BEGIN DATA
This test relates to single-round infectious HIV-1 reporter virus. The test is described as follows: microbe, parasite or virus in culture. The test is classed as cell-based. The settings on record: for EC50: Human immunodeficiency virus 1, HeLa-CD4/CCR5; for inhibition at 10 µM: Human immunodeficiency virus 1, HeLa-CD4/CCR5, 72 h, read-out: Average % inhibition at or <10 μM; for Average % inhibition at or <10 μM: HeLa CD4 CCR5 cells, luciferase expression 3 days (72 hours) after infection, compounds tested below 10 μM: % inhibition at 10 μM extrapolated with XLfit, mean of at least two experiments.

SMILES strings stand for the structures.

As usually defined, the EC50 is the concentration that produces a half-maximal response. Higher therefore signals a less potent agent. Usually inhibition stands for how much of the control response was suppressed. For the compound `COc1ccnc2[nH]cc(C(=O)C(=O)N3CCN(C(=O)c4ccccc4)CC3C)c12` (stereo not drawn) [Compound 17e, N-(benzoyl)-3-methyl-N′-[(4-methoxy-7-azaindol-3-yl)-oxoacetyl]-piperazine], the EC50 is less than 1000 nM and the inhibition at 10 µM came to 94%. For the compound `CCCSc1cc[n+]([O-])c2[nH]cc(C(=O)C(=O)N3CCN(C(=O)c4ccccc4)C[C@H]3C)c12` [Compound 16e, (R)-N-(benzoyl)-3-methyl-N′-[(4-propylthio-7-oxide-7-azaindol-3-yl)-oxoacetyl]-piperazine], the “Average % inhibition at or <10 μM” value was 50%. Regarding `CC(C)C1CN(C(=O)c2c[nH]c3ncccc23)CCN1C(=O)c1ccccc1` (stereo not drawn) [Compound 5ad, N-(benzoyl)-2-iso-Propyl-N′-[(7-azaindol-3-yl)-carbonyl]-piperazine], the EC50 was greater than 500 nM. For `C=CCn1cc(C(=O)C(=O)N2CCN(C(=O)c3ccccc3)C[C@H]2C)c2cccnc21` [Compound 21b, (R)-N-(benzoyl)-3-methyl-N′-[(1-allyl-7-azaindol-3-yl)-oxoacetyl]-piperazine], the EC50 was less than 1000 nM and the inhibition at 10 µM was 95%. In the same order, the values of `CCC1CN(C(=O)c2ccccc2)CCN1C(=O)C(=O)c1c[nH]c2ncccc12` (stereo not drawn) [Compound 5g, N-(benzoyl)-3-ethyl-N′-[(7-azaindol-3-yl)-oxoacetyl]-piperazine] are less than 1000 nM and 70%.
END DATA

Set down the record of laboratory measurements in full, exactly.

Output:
This test relates to single-round infectious HIV-1 reporter virus. The test is described as follows: microbe, parasite or virus in culture. The test is classed as cell-based. The settings on record: for EC50: Human immunodeficiency virus 1, HeLa-CD4/CCR5; for inhibition at 10 µM: Human immunodeficiency virus 1, HeLa-CD4/CCR5, 72 h, read-out: Average % inhibition at or <10 μM; for Average % inhibition at or <10 μM: HeLa CD4 CCR5 cells, luciferase expression 3 days (72 hours) after infection, compounds tested below 10 μM: % inhibition at 10 μM extrapolated with XLfit, mean of at least two experiments.

SMILES strings stand for the structures.

As usually defined, the EC50 is the concentration that produces a half-maximal response. Higher therefore signals a less potent agent. Usually inhibition stands for how much of the control response was suppressed. For the compound `COc1ccnc2[nH]cc(C(=O)C(=O)N3CCN(C(=O)c4ccccc4)CC3C)c12` (stereo not drawn) [Compound 17e, N-(benzoyl)-3-methyl-N′-[(4-methoxy-7-azaindol-3-yl)-oxoacetyl]-piperazine], the EC50 is less than 1000 nM and the inhibition at 10 µM came to 94%. For the compound `CCCSc1cc[n+]([O-])c2[nH]cc(C(=O)C(=O)N3CCN(C(=O)c4ccccc4)C[C@H]3C)c12` [Compound 16e, (R)-N-(benzoyl)-3-methyl-N′-[(4-propylthio-7-oxide-7-azaindol-3-yl)-oxoacetyl]-piperazine], the “Average % inhibition at or <10 μM” value was 50%. Regarding `CC(C)C1CN(C(=O)c2c[nH]c3ncccc23)CCN1C(=O)c1ccccc1` (stereo not drawn) [Compound 5ad, N-(benzoyl)-2-iso-Propyl-N′-[(7-azaindol-3-yl)-carbonyl]-piperazine], the EC50 was greater than 500 nM. For `C=CCn1cc(C(=O)C(=O)N2CCN(C(=O)c3ccccc3)C[C@H]2C)c2cccnc21` [Compound 21b, (R)-N-(benzoyl)-3-methyl-N′-[(1-allyl-7-azaindol-3-yl)-oxoacetyl]-piperazine], the EC50 was less than 1000 nM and the inhibition at 10 µM was 95%. In the same order, the values of `CCC1CN(C(=O)c2ccccc2)CCN1C(=O)C(=O)c1c[nH]c2ncccc12` (stereo not drawn) [Compound 5g, N-(benzoyl)-3-ethyl-N′-[(7-azaindol-3-yl)-oxoacetyl]-piperazine] are less than 1000 nM and 70%.